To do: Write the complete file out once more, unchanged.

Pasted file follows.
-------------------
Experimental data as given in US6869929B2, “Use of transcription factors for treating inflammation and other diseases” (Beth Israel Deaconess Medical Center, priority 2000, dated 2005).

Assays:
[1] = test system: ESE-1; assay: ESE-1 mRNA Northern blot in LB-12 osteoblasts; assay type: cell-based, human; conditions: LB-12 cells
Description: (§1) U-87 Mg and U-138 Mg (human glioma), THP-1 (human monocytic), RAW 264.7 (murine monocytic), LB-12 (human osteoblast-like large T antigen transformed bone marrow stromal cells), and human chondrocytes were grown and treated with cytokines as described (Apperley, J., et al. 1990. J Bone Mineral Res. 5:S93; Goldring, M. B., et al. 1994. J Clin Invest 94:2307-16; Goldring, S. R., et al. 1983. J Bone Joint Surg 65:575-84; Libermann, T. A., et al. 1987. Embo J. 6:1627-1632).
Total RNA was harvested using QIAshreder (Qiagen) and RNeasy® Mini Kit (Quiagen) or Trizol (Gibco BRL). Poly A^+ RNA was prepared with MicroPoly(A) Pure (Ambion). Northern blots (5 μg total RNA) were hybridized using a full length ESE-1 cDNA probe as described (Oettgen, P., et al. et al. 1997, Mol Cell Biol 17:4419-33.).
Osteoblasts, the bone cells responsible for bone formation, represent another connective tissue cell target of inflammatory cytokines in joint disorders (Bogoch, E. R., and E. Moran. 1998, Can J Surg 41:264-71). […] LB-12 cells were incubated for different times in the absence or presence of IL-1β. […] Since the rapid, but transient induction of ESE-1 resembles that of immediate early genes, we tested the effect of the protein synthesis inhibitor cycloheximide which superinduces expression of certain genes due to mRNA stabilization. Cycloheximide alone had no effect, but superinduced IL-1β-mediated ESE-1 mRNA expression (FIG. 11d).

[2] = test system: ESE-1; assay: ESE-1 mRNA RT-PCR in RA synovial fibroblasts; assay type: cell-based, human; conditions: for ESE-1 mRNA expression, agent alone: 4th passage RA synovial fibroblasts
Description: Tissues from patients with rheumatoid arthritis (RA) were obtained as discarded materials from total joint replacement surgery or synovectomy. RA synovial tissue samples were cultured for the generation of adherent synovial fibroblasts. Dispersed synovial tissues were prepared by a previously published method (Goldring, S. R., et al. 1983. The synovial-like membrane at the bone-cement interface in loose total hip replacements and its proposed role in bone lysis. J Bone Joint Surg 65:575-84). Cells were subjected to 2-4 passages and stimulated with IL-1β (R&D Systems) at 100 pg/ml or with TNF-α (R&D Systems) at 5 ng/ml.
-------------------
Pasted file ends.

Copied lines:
Experimental data as given in US6869929B2, “Use of transcription factors for treating inflammation and other diseases” (Beth Israel Deaconess Medical Center, priority 2000, dated 2005).

Assays:
[1] = test system: ESE-1; assay: ESE-1 mRNA Northern blot in LB-12 osteoblasts; assay type: cell-based, human; conditions: LB-12 cells
Description: (§1) U-87 Mg and U-138 Mg (human glioma), THP-1 (human monocytic), RAW 264.7 (murine monocytic), LB-12 (human osteoblast-like large T antigen transformed bone marrow stromal cells), and human chondrocytes were grown and treated with cytokines as described (Apperley, J., et al. 1990. J Bone Mineral Res. 5:S93; Goldring, M. B., et al. 1994. J Clin Invest 94:2307-16; Goldring, S. R., et al. 1983. J Bone Joint Surg 65:575-84; Libermann, T. A., et al. 1987. Embo J. 6:1627-1632).
Total RNA was harvested using QIAshreder (Qiagen) and RNeasy® Mini Kit (Quiagen) or Trizol (Gibco BRL). Poly A^+ RNA was prepared with MicroPoly(A) Pure (Ambion). Northern blots (5 μg total RNA) were hybridized using a full length ESE-1 cDNA probe as described (Oettgen, P., et al. et al. 1997, Mol Cell Biol 17:4419-33.).
Osteoblasts, the bone cells responsible for bone formation, represent another connective tissue cell target of inflammatory cytokines in joint disorders (Bogoch, E. R., and E. Moran. 1998, Can J Surg 41:264-71). […] LB-12 cells were incubated for different times in the absence or presence of IL-1β. […] Since the rapid, but transient induction of ESE-1 resembles that of immediate early genes, we tested the effect of the protein synthesis inhibitor cycloheximide which superinduces expression of certain genes due to mRNA stabilization. Cycloheximide alone had no effect, but superinduced IL-1β-mediated ESE-1 mRNA expression (FIG. 11d).

[2] = test system: ESE-1; assay: ESE-1 mRNA RT-PCR in RA synovial fibroblasts; assay type: cell-based, human; conditions: for ESE-1 mRNA expression, agent alone: 4th passage RA synovial fibroblasts
Description: Tissues from patients with rheumatoid arthritis (RA) were obtained as discarded materials from total joint replacement surgery or synovectomy. RA synovial tissue samples were cultured for the generation of adherent synovial fibroblasts. Dispersed synovial tissues were prepared by a previously published method (Goldring, S. R., et al. 1983. The synovial-like membrane at the bone-cement interface in loose total hip replacements and its proposed role in bone lysis. J Bone Joint Surg 65:575-84). Cells were subjected to 2-4 passages and stimulated with IL-1β (R&D Systems) at 100 pg/ml or with TNF-α (R&D Systems) at 5 ng/ml.